Minimizing cost is an even greater concern in disposable medical applications than in reusable devices that can be readily sterilized many times. From the connector manufacturers’ point of view, the properties that cannot be compromised — like operating performance and reliability — must remain unchanged, while all those that can — like longevity — must be analyzed for potential cost-saving opportunities. Strategies include using high-quality but lower-cost materials that might be less mechanically or chemically robust than those employed in connectors designed to withstand thousands of steam cycles and mitigating the use of high-cost materials such as reducing gold-plating thickness.

Read more: Key technology trends driving the medical connector market

Used from test and measurement equipment to medical electronics, automotive, household appliances, aerospace, telecom, consumer electronics, HVACs, general purposes, and much more, Reed Switches offer product designers a reliable, hermetically sealed switching solution.

The Reed Switch’s hermeticity lends itself to more switching applications than any other switching device. Its ability to be used as a complete sensing component by itself or the ease of packaging it into special sensing requirements is done without any complicated process or high tooling costs.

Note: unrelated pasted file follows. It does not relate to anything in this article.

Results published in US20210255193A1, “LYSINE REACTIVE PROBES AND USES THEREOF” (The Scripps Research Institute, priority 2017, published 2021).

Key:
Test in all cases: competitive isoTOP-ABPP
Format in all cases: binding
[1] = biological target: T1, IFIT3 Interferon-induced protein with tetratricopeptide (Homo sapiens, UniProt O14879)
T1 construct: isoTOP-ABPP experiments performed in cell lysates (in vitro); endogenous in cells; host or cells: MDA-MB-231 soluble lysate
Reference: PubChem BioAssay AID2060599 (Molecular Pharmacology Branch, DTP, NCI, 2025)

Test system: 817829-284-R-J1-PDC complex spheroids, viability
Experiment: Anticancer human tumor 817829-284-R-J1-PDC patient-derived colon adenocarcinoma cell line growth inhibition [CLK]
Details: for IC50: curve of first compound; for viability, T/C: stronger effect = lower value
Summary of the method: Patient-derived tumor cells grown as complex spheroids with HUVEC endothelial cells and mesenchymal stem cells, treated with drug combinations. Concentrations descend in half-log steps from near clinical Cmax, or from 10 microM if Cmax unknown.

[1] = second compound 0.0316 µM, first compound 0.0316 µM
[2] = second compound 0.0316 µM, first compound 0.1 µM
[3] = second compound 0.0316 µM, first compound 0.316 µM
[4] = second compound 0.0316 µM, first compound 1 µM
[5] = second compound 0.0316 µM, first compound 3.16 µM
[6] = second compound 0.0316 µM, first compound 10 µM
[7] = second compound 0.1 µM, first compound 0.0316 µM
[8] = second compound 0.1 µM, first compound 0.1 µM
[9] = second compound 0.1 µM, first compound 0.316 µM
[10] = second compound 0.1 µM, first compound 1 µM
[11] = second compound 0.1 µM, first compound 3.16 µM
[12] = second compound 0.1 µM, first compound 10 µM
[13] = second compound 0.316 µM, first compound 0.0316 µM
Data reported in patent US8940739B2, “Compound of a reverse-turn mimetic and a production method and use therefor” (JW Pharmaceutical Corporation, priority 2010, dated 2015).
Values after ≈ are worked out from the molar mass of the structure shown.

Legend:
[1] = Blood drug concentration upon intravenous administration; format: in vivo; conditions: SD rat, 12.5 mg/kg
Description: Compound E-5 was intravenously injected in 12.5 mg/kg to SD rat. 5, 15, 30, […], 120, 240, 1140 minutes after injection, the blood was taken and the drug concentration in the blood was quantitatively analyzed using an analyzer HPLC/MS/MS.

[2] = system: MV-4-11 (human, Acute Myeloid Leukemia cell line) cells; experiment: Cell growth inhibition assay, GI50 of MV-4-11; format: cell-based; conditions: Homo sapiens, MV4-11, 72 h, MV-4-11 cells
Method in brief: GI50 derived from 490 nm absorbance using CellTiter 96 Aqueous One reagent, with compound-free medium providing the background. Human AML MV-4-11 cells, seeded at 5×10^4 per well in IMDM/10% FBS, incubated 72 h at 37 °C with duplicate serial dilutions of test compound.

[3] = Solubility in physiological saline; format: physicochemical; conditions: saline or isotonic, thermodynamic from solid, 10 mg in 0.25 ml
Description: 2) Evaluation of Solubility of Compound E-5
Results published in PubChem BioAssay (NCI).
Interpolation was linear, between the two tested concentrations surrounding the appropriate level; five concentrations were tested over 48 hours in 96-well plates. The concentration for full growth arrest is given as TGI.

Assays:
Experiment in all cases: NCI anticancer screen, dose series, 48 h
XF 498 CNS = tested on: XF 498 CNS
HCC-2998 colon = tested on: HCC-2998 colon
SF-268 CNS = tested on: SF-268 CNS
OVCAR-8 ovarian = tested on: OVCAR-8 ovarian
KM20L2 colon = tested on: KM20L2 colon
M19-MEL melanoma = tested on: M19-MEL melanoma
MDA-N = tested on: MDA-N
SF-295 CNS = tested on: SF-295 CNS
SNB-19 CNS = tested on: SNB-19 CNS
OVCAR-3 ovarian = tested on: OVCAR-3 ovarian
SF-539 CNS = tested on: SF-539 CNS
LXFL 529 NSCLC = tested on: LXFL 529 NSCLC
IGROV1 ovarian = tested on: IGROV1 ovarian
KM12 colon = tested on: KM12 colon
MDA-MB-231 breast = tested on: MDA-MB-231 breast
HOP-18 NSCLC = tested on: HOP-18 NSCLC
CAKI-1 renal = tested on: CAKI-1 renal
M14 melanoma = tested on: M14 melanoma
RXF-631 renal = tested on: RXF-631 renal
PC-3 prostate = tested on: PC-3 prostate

There are so many existing and potential applications for Reed technology that it would be difficult to discuss them all. However, this paper breaks down some of the basic features and applications by market to provide insight and new considerations for your present and future projects.

Read more: Reed Switch & Sensor Technology for Technology Applications

If used correctly, a Reed Relay is a superbly reliable device. The switch contacts are hermetically sealed, so do not suffer from oxidization or contamination in the same way as an open electromechanical relay. In reality, though, relays are often considered slightly mundane and little thought is given to them. This sometimes leaves them vulnerable.

This concise technical guide will help you to maximize the reliability of your designs. Topics include:

  • Former-less Coils
  • Magnetic Interaction
  • Temperature Effects
  • Contact Abuse
  • ‘Hot’ Versus ‘Cold’ Switching
  • Why Place a Diode Across a Relay Coil

Read more: Maximizing the reliability of Reed Relays in your designs